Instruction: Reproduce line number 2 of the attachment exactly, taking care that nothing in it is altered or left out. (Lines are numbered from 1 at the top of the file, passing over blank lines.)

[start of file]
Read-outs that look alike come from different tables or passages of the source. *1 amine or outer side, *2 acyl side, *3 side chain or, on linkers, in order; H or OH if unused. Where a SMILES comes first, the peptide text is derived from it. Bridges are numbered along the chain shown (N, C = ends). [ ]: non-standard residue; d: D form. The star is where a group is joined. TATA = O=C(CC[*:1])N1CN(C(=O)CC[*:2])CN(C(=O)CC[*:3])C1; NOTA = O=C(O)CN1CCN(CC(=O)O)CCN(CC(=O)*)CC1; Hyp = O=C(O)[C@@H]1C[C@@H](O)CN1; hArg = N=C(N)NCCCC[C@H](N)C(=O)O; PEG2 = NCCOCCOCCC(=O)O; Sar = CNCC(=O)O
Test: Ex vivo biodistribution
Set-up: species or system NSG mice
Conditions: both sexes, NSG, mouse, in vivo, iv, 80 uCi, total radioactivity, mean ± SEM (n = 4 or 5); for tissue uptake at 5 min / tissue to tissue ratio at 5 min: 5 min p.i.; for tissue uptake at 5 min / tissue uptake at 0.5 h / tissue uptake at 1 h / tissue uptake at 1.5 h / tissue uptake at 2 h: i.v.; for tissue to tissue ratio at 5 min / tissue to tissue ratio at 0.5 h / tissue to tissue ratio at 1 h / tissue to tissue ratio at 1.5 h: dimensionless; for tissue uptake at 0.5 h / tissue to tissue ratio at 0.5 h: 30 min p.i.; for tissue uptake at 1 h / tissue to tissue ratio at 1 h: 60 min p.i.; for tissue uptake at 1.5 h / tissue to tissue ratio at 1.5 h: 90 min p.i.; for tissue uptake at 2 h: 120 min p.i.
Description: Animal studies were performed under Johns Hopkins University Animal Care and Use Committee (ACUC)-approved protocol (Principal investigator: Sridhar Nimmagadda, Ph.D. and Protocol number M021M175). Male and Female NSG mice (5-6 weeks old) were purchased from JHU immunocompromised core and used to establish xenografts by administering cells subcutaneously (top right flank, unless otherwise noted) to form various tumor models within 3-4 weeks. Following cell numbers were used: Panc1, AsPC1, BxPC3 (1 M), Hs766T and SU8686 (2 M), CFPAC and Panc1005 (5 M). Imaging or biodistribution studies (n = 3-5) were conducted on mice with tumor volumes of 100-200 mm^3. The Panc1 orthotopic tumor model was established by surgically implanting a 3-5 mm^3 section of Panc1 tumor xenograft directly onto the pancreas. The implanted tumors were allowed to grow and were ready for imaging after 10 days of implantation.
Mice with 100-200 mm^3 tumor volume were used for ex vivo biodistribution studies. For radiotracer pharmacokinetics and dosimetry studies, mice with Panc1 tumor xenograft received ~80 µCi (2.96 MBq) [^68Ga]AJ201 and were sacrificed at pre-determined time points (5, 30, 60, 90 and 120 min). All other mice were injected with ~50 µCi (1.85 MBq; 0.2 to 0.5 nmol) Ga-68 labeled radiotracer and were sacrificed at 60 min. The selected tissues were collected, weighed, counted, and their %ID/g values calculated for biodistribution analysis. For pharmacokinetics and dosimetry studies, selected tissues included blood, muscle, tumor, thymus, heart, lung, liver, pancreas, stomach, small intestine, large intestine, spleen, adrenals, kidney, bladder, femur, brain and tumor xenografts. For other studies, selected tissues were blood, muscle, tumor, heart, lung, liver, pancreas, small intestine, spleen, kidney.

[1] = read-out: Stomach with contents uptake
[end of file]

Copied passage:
Test: Ex vivo biodistribution